The bed, handcrafted from steel at RK Performance Restoration, is a piece of art all by itself. A stocker was out of the question at this point, so a wooden bed frame was built and sheetmetal was hung and welded. In addition to sharing the same lines as the rest of the body, it was constructed wide and long to flow from the lines of the cab. The tailgate was angled to keep that flow going right through the rollpan. Lokar billet LED taillights, a frenched license plate, and the frenched screened panel for the exhaust (which matches the valve covers) complete the exterior package. The bed floor is a single smooth piece of steel, protected by an upholstered aluminum tonneau cover.
The rolling stock has to keep up with performance and appearance, so Robert selected billet five-spokes from Intro’s Route 66 series. The 20x15 rears are paired with 29x15x20 Mickey Thompson radials, with 18x8 wheels and 225x40x18 BFG tires in the front.
Once the bodywork was done, the one-of-a-kind ’53 went to Charley Hutton’s Color Studio in Nampa, Idaho, for a custom paintjob. Charley Hutton is an in-demand shooter for top-shelf vehicles, and has worked with builders from Boyd Coddington to Chip Foose. For Robert’s ’53, he shot Rainforest Green, using PPG Envirobase waterborne paint.
Charley Hutton is the one who first suggested to Robert that he should compete for the prestigious Ridler Award at the Detroit Autorama. Robert says he had to ask what the Ridler was. It was at that point, he said, “that I started to think maybe we have more here than we think we have!”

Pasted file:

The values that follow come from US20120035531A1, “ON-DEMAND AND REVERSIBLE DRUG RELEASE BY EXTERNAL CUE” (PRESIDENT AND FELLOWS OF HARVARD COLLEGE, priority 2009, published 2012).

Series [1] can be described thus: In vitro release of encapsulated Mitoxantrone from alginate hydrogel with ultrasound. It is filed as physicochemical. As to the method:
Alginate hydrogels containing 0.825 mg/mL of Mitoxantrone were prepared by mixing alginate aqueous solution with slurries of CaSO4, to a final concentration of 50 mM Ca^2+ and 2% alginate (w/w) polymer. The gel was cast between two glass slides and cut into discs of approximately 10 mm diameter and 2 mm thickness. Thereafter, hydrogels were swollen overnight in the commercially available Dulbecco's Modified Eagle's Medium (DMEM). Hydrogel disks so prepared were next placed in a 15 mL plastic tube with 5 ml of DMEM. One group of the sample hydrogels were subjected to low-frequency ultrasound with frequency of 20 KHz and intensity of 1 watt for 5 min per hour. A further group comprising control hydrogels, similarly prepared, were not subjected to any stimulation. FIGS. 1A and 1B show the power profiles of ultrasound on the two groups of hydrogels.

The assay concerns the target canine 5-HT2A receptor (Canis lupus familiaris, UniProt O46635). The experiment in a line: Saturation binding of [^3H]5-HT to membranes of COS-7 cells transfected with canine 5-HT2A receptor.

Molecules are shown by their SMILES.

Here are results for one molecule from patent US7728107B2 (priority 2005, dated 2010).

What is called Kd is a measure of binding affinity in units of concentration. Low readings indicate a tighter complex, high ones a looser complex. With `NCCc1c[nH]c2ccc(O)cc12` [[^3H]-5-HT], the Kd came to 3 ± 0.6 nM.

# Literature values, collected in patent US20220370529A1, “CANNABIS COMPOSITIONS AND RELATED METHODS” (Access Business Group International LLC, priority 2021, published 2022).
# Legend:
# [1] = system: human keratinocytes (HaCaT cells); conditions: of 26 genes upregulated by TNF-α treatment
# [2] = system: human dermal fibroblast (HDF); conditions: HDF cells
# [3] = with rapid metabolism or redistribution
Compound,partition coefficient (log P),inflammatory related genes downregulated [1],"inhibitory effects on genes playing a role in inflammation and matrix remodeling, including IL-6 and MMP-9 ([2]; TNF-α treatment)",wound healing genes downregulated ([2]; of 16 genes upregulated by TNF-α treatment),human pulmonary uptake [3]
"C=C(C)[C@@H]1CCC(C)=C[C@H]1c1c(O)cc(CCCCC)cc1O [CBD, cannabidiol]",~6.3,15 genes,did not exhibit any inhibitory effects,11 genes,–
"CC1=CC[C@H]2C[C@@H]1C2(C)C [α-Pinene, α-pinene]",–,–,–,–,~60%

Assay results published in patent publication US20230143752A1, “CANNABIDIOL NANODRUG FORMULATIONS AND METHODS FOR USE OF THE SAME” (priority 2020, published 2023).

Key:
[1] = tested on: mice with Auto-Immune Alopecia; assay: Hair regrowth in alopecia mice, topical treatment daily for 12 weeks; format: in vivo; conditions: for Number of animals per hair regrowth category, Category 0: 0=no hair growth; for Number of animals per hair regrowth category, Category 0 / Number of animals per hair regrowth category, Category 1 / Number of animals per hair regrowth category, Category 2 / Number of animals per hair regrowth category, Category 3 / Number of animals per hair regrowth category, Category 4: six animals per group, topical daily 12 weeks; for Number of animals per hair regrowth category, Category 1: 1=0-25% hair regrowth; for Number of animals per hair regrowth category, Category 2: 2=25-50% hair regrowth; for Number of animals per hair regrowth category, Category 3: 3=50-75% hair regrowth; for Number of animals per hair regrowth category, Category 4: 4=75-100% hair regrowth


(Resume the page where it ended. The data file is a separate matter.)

Inside the cab, the shape of the dash is about the only thing hinting at the ’53’s roots. RK Performance Restoration cut out the factory dash to build a smooth variation with a horizontal line of Classic Instruments gauges for a clean appearance. The Billet Specialties steering wheel continues that look. Gabe Lopez has built the interiors for many elite-level award winners, and designed the all-leather interior package for Robert. At Gabe’s Custom Interiors in San Bernardino, California, custom buckets were assembled and upholstered in two-tone leather. Enough leather was left over to cover the door panels, custom center console, and even the floor.
With the interior stitched, the re-imagined Chevy was ready for its first show, the 2012 Detroit Autorama. The long trip from Oregon (not to mention the years of work) paid off. When the ’53 got to Detroit, the judges selected it as one of the Great 8 finalists for the Ridler.
The accolades didn’t stop in Detroit. This summer, Robert’s Chevy was a finalist for the Goodguys LMC Truck of the Year prize, and was recently displayed in the PPG booth at the SEMA Show in Las Vegas. Robert says he’s now getting invitations from shows all over. He is quick to give Dusty and Scott at RK credit for the success of the ’53. Now they’ve started work on a ’55 Bel Air. For Robert, figuring out how to keep busy in retirement seems to have been accomplished!